Printing Overrun / Underrun Policy Allowance Explained

September 23, 2013 by · Leave a Comment 

Folks unfamiliar with the printing industry often get confused about the process of overruns / underruns when it comes time to billing.   Essentially, an overrun is the additional calendars that are printed above and beyond what quantity the customer has ordered.   Conversely, an underrun is the number of calendars printed short of what was ordered.   Occasionally, this process is also referred to as “shortages” or “overages.”

So, why does this situation exist?   Printing is different than simply pulling widgets from a bin and boxing them to complete an order.   Printing involves creating something unique to the customer so it requires machinery to produce the goods.

Certainly, depending on the printing equipment being used, it is not always possible or practical to produce a fixed number of goods.   In fact, stopping the press is a process that will sometimes produce more or sometimes less just by virtue of how the equipment works.   Another way to think of it as like a car doing a hard brake.   If the car is driving faster or on a wet cement surface it might stop longer than it would if it was driving slower and stopping on dry blacktop.   “Stopping on a dime,” is virtually impossible in reality.

That is why the printing industry has long adopted a policy that allows for a + or – 10% factor when it comes to printing.   It is up to the consumer to find out how this matter is handled for billing.   Here at, our policy has always been a + or – 5% overrage / underrage allowance and we bill accordingly to the product that is produced and shipped.   Every effort is made to only produce the quantity of goods that has been ordered to the best of our abilities.

Why bill for the extras when they were not ordered?   Simple.   We want to keep customer costs down and furthermore we want our customers to get what they pay for.   For instance, if a customer orders 300 calendars and our production actually produces 310…do you think most customers would rather we recycle those 10 “extra” calendars and simply build that product cost into the price of the order?   Or, do you think the customer would prefer, within certain allowances, to get everything they had paid for?   Fact is, those printers who don’t have an overrage / underrage policy are simply building this aspect of the printing job into the cost of the printing job one way or another.   We like to treat our customers fair giving them everything that they pay for.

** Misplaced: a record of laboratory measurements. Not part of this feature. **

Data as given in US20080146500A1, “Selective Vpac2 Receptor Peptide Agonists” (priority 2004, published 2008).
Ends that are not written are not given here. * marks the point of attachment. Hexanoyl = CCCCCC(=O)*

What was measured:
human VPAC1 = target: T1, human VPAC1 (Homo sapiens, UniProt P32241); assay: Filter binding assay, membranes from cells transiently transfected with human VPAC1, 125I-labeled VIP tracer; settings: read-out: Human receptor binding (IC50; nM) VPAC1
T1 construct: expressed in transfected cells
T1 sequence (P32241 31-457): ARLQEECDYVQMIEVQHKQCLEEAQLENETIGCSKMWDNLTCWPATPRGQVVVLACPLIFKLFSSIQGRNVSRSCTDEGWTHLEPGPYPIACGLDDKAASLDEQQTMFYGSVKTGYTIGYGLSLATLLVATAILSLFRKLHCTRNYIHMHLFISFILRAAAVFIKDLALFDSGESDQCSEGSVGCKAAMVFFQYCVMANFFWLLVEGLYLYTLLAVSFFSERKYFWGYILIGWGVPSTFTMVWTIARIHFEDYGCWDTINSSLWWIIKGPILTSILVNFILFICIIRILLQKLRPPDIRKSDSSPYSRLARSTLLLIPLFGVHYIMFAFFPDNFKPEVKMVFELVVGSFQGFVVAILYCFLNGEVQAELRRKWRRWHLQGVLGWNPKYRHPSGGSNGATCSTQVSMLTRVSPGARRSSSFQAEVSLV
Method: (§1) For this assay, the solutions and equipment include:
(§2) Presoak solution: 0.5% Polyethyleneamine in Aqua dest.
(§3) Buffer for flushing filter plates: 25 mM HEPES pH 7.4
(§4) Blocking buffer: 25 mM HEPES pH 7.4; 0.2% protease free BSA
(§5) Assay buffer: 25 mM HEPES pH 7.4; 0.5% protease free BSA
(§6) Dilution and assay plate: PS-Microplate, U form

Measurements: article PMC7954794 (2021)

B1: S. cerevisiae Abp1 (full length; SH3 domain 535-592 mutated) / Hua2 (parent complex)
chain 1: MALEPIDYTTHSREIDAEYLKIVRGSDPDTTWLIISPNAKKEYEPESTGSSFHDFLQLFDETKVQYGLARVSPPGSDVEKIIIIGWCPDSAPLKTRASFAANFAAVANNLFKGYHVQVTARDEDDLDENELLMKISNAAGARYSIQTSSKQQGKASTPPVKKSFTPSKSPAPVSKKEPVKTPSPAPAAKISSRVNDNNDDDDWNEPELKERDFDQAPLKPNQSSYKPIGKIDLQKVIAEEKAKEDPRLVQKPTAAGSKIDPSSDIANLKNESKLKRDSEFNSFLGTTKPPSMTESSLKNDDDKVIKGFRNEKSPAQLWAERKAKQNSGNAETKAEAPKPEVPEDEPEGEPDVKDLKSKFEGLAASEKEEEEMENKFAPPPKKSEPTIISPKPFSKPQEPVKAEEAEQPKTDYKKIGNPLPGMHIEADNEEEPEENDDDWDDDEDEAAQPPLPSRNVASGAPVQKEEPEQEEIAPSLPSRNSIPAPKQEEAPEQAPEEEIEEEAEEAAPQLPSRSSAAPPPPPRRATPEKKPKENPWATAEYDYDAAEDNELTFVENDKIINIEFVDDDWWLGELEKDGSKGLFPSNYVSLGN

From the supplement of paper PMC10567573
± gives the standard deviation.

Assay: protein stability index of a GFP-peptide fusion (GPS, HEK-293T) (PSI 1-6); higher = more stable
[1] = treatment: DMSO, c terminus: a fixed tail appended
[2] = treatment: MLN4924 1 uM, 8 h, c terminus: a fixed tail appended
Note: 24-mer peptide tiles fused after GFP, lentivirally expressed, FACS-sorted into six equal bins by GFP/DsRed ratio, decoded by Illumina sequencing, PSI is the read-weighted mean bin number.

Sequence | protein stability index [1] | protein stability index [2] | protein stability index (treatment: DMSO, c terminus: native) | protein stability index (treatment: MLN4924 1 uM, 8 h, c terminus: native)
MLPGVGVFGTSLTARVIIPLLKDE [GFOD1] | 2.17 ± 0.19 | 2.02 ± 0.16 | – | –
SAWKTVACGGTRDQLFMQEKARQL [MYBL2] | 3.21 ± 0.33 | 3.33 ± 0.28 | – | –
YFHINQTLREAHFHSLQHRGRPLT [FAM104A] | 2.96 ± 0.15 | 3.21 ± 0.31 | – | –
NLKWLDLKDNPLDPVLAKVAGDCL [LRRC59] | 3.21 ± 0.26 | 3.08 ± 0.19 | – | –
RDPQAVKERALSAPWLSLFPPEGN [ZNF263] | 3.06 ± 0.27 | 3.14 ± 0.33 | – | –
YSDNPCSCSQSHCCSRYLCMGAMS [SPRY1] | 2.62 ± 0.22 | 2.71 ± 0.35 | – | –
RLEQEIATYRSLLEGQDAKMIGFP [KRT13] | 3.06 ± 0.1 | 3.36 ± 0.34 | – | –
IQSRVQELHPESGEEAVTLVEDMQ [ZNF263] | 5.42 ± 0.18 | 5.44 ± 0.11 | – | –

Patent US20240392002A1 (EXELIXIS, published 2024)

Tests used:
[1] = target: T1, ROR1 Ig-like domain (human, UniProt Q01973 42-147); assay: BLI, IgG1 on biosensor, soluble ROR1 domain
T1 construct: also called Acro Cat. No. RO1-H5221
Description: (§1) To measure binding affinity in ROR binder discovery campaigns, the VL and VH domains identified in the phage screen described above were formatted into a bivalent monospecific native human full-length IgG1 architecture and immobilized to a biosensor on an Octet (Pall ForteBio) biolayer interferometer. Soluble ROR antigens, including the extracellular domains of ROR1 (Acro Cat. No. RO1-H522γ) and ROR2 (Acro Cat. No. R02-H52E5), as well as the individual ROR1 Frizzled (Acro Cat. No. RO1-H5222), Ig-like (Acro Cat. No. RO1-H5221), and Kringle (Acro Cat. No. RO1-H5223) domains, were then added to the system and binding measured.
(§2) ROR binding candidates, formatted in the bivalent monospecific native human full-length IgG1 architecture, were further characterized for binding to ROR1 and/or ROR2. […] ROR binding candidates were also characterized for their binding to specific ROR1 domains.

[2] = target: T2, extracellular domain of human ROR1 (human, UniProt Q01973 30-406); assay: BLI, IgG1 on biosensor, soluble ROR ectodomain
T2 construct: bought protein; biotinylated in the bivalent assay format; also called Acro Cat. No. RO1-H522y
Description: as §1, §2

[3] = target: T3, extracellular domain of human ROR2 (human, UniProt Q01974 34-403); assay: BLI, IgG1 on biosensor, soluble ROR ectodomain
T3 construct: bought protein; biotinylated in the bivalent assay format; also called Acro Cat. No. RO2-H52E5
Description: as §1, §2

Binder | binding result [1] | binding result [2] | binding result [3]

Yet here’s another situation.   When a customer orders 500 calendars they don’t like to receive only 485 units, and we understand that, too.   It is for that reason most often during production there are overrages instead of underrages, but still underrages do sometimes occur.

At our policy is to charge for what gets produced.   That means if you only receive 485 calendars (out of the 500 ordered) that is what you pay for.   Of course, all of this is done within the + or – 5% allowance which is spelled out in our Terms and Conditions of Sale, on our downloaded order form, and it is reaffirmed once a calendar order has been entered into our system (via an order confirmation sent to customer).   We try to be very clear and upfront about this policy.

We do accept orders from customers who state “Absolutely No Overruns.”   When this request is made, we then must tell customers that they will be accepting of an underrun of up to 10%, which is still within industry standards.

Honestly, this entire matter of production overruns / underruns can be a great source for customer confusion.   No matter how it is explained the concept is not always easy to grasp unless you can be at the factory and see how the equipment functions for each individual order.

As things continue to advance in the printing world with digital printing and other more computerized processes, these longstanding printing policies will eventually change as they become outdated.   However, some of the finest printing still to be done today is derived from equipment from an era 30-50 years ago when a human, not a computer must manually stop the press.

As always, if this blog post does not clear up your understanding of overrages / underrages as they apply to our printed calendar products, we ask you to kindly give our customer sales representatives a call to further discuss the matter.   We want you to completely understand how billing with this policy means keeping costs down and for the customer to fully get (from each order) what they are paying for.

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